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When Hurricane Harvey struck the state of Texas in late August, it left more than 300,000 homes and businesses without power. Among the storm’s power infrastructure casualties were 7.6 GW of power generation capacity and over 85 high-voltage transmission lines. Even as flooding made many areas difficult to access, utility crews poured in from all over the country to help restore power to those who’d been affected by the storm.
But where did these crews come from? Recognizing the need for extra manpower when a large disaster like Harvey strikes, many power companies have entered into mutual assistance agreements. When disaster strikes, companies that haven’t been affected send crews to help companies that have. The result, in Texas, was that an extra 10,000 workers from 21 different states were on hand in Texas to help restore power far more quickly than the state could have managed on its own.
Mutual assistance agreements between power providers exist in Canada as well. When severe winter storms hit Ontario and the Eastern Provinces in December of 2013, leaving 450,000 customers in Southern Ontario without power, neighbouring utilities played a role in providing mutual assistance to those that were affected.
While informal and regional mutual assistance has existed in Canada for some time, in April 2015, the Canadian Electricity Association (CEA) facilitated the creation of a formal, national mutual assistance agreement for members of the Canadian electricity industry. According to the CEA the agreement “is intended to improve the timeliness and effectiveness of response to emergency events by clarifying the terms, conditions and availability of mutual assistance in advance of potential emergencies.” Under this agreement, utilities can access extra personnel, support, equipment and supplies during a disaster, and reimburse the donating companies later.
But even if this kind of agreement could have improved the response time for the hundreds of thousands of Ontario residents who were without power for a week or more during the 2013 ice storm, no time frame beats the “immediate” offered by a backup generator.
Bob Graham, president of R.A. Graham, experienced the ice storm as both a resident and an electrical contractor, and he is a firm believer in backup generators.
“My house was out of power for 7 days,” he recalls. “And [R.A. Graham was] acting in a service capacity, restoring electrical services on residential houses in Toronto. It was a situation where we could get the services up and ready, but Hydro didn’t have the bodies to hook up the wires on the street to feed into the house.” The ice storm, and Graham’s extensive experience working with businesses that have been blindsided by emergency outages, have only cemented his convictions about the necessity of a backup power source.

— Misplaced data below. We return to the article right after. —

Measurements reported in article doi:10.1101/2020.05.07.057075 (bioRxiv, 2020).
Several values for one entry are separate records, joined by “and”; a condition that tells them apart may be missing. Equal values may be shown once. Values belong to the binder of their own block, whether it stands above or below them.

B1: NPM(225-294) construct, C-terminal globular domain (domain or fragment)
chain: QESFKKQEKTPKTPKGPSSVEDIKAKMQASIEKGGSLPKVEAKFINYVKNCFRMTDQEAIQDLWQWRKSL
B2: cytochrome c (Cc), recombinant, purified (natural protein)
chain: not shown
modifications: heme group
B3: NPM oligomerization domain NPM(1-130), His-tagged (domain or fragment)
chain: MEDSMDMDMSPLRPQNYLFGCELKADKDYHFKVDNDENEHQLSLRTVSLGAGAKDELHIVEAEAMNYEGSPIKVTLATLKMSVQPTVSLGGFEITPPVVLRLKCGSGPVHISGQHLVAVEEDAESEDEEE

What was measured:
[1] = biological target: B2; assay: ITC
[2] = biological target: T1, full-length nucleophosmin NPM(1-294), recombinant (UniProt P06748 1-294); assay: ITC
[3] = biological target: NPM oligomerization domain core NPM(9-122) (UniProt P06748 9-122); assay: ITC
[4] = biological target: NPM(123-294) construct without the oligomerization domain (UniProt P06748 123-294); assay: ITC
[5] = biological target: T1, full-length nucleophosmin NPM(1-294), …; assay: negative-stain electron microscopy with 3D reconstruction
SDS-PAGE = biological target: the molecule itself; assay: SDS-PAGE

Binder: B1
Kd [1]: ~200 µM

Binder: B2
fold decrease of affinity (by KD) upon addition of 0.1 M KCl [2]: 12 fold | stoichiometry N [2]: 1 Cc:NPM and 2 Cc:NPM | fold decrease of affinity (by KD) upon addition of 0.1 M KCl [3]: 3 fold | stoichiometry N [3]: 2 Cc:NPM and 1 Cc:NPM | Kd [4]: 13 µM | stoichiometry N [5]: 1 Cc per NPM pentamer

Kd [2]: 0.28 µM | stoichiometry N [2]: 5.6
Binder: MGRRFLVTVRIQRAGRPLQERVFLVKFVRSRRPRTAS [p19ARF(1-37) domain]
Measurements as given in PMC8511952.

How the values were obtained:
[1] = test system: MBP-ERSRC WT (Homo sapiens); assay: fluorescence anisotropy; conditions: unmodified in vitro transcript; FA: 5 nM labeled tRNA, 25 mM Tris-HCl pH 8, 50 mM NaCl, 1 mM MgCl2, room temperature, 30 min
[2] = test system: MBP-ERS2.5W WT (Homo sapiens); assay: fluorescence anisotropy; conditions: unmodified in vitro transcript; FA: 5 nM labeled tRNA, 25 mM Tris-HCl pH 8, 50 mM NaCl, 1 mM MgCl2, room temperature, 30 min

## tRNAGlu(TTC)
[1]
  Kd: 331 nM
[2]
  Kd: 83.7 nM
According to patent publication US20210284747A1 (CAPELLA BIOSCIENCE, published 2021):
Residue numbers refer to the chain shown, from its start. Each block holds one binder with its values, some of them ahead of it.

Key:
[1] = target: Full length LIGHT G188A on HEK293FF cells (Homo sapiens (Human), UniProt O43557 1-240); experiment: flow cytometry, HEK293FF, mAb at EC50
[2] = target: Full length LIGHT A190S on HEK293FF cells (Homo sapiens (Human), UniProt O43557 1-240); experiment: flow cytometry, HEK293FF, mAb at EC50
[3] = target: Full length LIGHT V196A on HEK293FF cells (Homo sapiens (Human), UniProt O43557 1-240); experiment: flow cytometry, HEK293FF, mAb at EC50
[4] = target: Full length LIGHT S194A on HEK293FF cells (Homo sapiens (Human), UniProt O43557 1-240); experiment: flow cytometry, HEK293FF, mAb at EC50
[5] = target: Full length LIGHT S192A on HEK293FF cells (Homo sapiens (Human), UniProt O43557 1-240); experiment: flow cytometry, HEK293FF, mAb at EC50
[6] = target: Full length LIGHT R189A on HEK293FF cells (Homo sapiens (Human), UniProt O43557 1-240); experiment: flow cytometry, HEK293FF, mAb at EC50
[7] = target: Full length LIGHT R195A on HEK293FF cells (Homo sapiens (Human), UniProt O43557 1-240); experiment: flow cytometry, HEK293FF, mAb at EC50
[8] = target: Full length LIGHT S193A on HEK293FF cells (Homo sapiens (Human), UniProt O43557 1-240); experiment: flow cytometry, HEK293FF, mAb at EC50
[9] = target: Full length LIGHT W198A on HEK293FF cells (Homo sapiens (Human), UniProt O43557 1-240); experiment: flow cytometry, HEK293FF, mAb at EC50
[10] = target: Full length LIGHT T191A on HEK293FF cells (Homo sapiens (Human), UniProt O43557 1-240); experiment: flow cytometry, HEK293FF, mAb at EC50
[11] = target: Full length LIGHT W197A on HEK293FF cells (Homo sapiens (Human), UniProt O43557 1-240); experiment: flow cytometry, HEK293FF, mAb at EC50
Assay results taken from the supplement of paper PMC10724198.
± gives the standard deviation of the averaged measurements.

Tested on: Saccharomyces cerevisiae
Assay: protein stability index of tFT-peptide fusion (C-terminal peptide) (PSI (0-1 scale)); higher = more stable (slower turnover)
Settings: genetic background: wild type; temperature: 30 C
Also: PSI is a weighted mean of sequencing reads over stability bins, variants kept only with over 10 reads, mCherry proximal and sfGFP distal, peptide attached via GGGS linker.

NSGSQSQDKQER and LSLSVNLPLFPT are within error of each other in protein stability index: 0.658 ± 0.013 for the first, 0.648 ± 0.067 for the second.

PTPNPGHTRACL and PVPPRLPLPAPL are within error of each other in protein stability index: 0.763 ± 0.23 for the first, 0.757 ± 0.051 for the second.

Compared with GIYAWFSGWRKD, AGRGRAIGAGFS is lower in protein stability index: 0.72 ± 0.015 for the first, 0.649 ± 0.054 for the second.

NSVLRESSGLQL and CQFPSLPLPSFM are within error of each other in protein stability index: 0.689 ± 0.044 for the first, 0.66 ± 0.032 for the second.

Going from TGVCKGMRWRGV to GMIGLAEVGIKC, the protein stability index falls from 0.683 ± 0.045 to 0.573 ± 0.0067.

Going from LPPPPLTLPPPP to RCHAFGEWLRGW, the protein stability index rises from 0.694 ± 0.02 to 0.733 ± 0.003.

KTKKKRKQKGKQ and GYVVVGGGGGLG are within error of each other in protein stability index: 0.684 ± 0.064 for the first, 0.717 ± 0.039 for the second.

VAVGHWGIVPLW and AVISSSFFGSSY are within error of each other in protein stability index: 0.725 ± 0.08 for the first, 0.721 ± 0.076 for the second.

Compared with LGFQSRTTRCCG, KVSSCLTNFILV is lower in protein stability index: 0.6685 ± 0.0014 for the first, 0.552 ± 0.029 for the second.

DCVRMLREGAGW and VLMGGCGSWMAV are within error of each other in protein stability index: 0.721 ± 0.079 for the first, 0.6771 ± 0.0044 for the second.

He describes businesses that “fall through the cracks” because they’ve put off setting up a backup until it’s too late. “Those are the people that all of sudden, it’s a 911 emergency and they’re calling the generator people, they’re calling everyone to see if anyone’s got a spare diesel generator that can be hooked up so that they can be up and running.” This kind of situation is stressful enough when the emergency is limited to the business in question. But when a major disaster hits, it gets worse. “If the ice storm hits, all the generators evaporate,” explains Graham. “And all of a sudden, everyone’s in panic mode.”
How important is it to have a backup generator? It depends on your business. “Everyone has their own needs,” says Graham. Some companies — Graham gives the example of companies whose supply streams will be interrupted in the event of a disaster — might opt to shut down until power can be restored. But Graham explains, “if you’re a retail institution or you’re in the service business, and you can keep your lights on, your phones on, and your people engaged in working, there’s opportunity to make money.”
Graham believes that people are becoming more aware of the need for backup power, both because of past experience, and because some insurers are refusing coverage in certain circumstances to those who don’t have it.
When it comes down to it, utilities entering into formal mutual assistance agreements and individual business owners investing in a backup power system are both working towards the same goal: better emergency preparedness, and quicker access to power in the wake of disaster.
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